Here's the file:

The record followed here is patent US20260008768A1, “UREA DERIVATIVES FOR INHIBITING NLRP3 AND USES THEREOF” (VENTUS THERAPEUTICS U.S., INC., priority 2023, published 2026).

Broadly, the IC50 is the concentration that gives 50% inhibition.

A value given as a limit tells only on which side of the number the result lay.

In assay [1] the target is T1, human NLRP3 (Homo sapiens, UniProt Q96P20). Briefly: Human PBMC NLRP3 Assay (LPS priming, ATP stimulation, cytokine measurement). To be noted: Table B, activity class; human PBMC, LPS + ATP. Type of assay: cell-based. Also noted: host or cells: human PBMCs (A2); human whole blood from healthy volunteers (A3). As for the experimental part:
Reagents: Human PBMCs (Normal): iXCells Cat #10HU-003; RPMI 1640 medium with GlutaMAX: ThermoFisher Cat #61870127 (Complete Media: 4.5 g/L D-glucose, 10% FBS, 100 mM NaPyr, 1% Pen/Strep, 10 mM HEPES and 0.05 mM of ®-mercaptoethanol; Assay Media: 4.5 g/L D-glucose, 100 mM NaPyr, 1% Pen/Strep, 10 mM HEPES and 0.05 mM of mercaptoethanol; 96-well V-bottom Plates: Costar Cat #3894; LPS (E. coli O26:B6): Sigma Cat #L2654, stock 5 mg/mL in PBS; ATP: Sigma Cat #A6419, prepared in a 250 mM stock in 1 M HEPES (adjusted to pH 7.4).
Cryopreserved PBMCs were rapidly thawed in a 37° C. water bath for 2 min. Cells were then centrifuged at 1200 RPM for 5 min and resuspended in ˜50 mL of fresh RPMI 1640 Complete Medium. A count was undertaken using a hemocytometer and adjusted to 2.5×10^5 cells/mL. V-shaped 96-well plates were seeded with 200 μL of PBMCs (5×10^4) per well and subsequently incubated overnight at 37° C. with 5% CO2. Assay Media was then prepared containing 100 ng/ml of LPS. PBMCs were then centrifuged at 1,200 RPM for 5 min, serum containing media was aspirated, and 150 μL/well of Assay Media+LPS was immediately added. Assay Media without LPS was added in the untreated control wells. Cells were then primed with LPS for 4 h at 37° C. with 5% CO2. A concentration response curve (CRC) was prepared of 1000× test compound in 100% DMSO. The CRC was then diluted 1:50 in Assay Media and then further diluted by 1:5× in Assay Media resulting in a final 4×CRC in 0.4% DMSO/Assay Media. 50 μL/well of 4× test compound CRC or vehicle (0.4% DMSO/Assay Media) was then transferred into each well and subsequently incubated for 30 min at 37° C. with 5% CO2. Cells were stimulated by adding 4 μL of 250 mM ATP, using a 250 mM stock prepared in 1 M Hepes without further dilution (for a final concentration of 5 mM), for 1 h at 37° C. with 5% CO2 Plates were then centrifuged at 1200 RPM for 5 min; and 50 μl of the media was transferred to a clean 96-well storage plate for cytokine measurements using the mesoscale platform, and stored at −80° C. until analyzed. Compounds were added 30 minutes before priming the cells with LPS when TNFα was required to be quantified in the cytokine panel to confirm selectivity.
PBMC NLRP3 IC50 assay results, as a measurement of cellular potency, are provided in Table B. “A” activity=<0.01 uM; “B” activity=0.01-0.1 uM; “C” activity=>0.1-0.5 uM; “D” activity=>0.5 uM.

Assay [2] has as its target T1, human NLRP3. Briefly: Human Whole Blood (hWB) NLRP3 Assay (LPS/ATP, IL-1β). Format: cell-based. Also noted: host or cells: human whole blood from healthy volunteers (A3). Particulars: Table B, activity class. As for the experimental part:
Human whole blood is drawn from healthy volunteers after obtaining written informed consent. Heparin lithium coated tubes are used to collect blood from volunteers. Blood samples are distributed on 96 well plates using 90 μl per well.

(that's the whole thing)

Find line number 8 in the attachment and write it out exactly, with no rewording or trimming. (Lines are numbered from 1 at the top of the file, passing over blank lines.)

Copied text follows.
Assay [2] has as its target T1, human NLRP3. Briefly: Human Whole Blood (hWB) NLRP3 Assay (LPS/ATP, IL-1β). Format: cell-based. Also noted: host or cells: human whole blood from healthy volunteers (A3). Particulars: Table B, activity class. As for the experimental part: